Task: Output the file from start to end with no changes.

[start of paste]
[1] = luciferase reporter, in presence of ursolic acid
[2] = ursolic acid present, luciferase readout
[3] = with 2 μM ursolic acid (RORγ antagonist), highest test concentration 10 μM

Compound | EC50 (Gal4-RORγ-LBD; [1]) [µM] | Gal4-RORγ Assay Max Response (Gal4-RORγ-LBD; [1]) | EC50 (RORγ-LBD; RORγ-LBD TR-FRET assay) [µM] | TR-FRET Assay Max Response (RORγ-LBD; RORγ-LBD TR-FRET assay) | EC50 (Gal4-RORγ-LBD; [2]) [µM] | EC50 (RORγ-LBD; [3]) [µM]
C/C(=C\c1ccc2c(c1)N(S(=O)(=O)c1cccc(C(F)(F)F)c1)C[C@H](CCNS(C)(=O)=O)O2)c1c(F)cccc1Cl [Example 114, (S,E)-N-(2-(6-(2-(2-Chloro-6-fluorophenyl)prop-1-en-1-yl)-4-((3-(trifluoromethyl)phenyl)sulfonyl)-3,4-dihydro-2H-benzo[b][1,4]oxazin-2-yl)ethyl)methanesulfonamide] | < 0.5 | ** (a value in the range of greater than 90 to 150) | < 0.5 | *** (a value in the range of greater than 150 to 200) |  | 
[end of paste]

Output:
[1] = luciferase reporter, in presence of ursolic acid
[2] = ursolic acid present, luciferase readout
[3] = with 2 μM ursolic acid (RORγ antagonist), highest test concentration 10 μM

Compound | EC50 (Gal4-RORγ-LBD; [1]) [µM] | Gal4-RORγ Assay Max Response (Gal4-RORγ-LBD; [1]) | EC50 (RORγ-LBD; RORγ-LBD TR-FRET assay) [µM] | TR-FRET Assay Max Response (RORγ-LBD; RORγ-LBD TR-FRET assay) | EC50 (Gal4-RORγ-LBD; [2]) [µM] | EC50 (RORγ-LBD; [3]) [µM]
C/C(=C\c1ccc2c(c1)N(S(=O)(=O)c1cccc(C(F)(F)F)c1)C[C@H](CCNS(C)(=O)=O)O2)c1c(F)cccc1Cl [Example 114, (S,E)-N-(2-(6-(2-(2-Chloro-6-fluorophenyl)prop-1-en-1-yl)-4-((3-(trifluoromethyl)phenyl)sulfonyl)-3,4-dihydro-2H-benzo[b][1,4]oxazin-2-yl)ethyl)methanesulfonamide] | < 0.5 | ** (a value in the range of greater than 90 to 150) | < 0.5 | *** (a value in the range of greater than 150 to 200) |  | 